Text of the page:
As the e-commerce segment continues to expand, many import channels have become saturated, which has particularly affected air routes. Sector stakeholders have argued that the rise in consumer goods imports has caused significant air traffic congestion, with carriers such as Caribbean Airlines increasing the number of flights to the US in order to match international cargo demand.
In order for the country to develop as a regional transport and logistics hub the Customs processes will need to be improved. Some business leaders have pointed to the slow turnaround of documents as a significant hindrance to conducting imports in T&T, which are already under pressure due to a lack of foreign currency. Although steps have been taken to improve Customs processes, delays remain, which may deter potential trading partners.
“While the rotation of Customs officers every six months is positive in terms of transparency, this can affect the interpretation of rules and often slows down procedures,” Patience told OBG.
Given the high rate of car ownership, the country’s public transport network is relatively limited. Land public transport is operated by the Public Transport Service Corporation (PTSC), a state-run agency. The former Trinidad Government Railway line was converted into the Priority Bus Route, a fast-track lane that can only be used by public buses, maxi taxis (small, privately owned minibuses) and other authorised transport such as emergency vehicles. The route runs from Port of Spain to Arima.
In 2018 the government purchased 18 new buses and introduced a further 25, which were scheduled to begin operation in December 2019. The new vehicles have accessible entry and are powered by natural gas. In the 2020 budget statement the authorities outlined plans to procure 300 additional buses of a similar design. Meanwhile, in October 2019 Edwin Gooding, chairman of the PTSC, announced that a new bus terminal would be constructed in Scarborough, as the existing site was deemed unsafe. Gooding also stated that the authority awarded a contract for 22 new buses in Trinidad and three in Tobago, which are scheduled to be delivered in January 2020.
Financing & Investment
Although infrastructure financing in T&T has largely been limited to the public sector, interest in PPPs has grown in recent years. In February 2019 Camille Robinson-Regis, the minister of planning and development, announced that the government was actively looking into using the PPP model to finance large-scale projects (see Construction & Real Estate chapter). Similarly, the country is increasingly cooperating with international development banks to expand its infrastructure capacity. In August 2019 the Ministry of Finance signed an agreement to provide $200m in free availability financing from the Development Bank of Latin America (Corporación Andina de Fomento, CAF). The funding was allocated to the development, rehabilitation and maintenance of roads, to be channelled through the MWT. This was the third loan the CAF has given to T&T since 2016, bringing the total to $800m.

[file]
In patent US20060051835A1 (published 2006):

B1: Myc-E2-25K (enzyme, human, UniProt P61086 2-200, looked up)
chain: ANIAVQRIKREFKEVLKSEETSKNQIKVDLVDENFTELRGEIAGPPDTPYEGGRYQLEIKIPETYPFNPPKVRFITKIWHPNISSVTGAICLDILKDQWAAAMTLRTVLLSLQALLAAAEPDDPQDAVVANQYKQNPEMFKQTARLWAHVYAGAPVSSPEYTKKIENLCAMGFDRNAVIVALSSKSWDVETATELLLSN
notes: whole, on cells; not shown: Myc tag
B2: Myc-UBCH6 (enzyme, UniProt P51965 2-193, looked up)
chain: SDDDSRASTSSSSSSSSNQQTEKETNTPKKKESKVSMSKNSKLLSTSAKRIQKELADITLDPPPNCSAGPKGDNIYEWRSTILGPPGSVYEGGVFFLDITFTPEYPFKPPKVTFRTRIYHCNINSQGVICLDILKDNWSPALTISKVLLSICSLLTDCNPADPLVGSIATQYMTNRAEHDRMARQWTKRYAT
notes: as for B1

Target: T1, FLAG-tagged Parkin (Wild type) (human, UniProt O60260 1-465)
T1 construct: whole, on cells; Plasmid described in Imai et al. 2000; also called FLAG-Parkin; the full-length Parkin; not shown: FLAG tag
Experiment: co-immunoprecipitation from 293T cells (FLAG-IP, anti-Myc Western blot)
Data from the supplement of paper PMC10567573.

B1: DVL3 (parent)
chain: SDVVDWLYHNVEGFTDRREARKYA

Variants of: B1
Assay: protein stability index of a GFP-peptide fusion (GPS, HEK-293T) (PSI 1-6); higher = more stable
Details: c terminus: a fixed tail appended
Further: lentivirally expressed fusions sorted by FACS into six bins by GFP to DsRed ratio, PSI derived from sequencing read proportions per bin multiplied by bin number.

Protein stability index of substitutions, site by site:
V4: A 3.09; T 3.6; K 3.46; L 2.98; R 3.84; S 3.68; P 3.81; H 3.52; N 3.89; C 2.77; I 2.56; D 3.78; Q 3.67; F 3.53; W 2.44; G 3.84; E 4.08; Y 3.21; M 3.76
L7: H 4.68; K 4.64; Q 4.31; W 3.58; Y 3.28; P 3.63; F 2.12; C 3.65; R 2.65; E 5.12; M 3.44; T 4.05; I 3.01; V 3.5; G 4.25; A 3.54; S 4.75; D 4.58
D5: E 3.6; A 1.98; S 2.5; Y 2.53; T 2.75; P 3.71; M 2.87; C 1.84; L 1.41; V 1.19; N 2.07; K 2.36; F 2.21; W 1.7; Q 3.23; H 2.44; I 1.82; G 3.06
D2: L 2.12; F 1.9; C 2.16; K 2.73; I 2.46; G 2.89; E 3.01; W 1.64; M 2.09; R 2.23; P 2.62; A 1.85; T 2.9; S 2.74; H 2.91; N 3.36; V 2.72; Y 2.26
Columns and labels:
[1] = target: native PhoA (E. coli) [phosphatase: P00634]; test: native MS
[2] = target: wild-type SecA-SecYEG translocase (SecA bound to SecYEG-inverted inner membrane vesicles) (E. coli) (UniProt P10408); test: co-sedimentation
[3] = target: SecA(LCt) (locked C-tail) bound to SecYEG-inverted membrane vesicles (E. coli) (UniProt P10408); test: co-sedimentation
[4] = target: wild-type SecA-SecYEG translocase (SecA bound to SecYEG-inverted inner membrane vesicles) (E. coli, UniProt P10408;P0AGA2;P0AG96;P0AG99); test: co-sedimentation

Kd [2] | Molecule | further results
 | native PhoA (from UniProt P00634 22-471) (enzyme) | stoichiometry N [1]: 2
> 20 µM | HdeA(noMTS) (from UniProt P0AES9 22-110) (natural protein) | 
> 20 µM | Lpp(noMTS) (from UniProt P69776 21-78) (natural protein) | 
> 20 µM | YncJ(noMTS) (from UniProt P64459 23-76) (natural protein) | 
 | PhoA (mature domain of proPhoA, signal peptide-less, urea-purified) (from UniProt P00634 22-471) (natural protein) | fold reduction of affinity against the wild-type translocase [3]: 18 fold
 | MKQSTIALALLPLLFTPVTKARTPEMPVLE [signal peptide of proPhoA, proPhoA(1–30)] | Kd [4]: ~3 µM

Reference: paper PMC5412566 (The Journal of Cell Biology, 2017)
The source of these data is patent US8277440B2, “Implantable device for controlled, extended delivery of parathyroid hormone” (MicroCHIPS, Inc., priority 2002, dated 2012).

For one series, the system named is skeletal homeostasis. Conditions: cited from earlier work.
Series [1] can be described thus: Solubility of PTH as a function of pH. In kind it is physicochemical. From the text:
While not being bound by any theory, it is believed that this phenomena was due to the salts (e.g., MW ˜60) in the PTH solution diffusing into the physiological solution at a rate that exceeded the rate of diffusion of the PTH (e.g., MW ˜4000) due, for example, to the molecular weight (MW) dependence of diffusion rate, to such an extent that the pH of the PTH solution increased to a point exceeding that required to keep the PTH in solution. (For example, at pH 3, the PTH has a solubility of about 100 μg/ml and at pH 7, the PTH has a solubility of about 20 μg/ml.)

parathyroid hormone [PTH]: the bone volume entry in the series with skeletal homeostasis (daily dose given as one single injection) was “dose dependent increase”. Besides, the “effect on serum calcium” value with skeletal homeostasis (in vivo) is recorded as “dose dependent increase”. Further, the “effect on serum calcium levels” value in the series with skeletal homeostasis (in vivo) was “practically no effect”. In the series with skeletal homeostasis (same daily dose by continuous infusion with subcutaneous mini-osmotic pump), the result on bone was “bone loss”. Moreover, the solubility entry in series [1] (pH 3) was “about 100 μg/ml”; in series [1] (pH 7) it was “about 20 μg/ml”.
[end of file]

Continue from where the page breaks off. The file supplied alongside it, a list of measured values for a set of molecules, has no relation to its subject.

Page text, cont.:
In light of changing dynamics in the region, Trinidad is one of 10 countries in the Caribbean to have signed up to China’s BRI, a network of road and maritime trade routes connecting East Asia to Western Europe, with Latin America and Australasia also included in the network. In May 2018 Prime Minister Rowley signed a memorandum of understanding with China’s President Xi Jinping to strengthen the relationship between the two countries, with Prime Minister Rowley announcing that T&T is willing to participate in the BRI as part of wider plans to develop cooperation between China and the Caribbean region.
Although only a small number of projects have been launched as of January 2020, the majority of Chinese-backed initiatives are focused on industry, telecommunications, health and energy. Nevertheless, the transport sector has benefitted from the partnership. As part of the BRI, a $500m dry-dock development was announced in March 2019, and will be located in La Brea in the south-west of Trinidad. The facility will be constructed by NIDCO, in partnership with the China Harbour Engineering Corporation (CHEC). Although CHEC already has a strong presence in the region and in Port of Spain, the dry-dock, set to be completed in 2022, will be the company’s first major project in T&T. As traffic in the Panama Canal grows, nearby ports such as La Brea are well positioned to receive more business from maritime operators. The port should also benefit from a boost in offshore gas activity, as well as an increase in maritime traffic due to strong economic growth predicted for 2020.
At the same time, T&T’s involvement in the BRI has resulted in growing debts. The value of Chinese loans rose from TT$2.2bn ($325m) in 2018 to TT$6.2bn ($916m) in 2019. “Further engagement between T&T and China should be done with care, as there is a perception that it could weaken transparency,” Dukharan told OBG. “Borrowing from development banks such as the Caribbean Development Bank and the IADB ensures higher procurement standards and narrows the possibility for corruption practices.”
T&T’s small size and strategic location in the Caribbean makes it well positioned to serve as a regional transport and logistics hub. While government oversight in the form of infrastructure investment will remain crucial, the role of private operators will also form an important part of the sector’s development. The ongoing efforts to improve and expand the road network will prove crucial to boosting socio-economic growth in rural areas and, as a result, enhancing the county’s wider diversification strategy.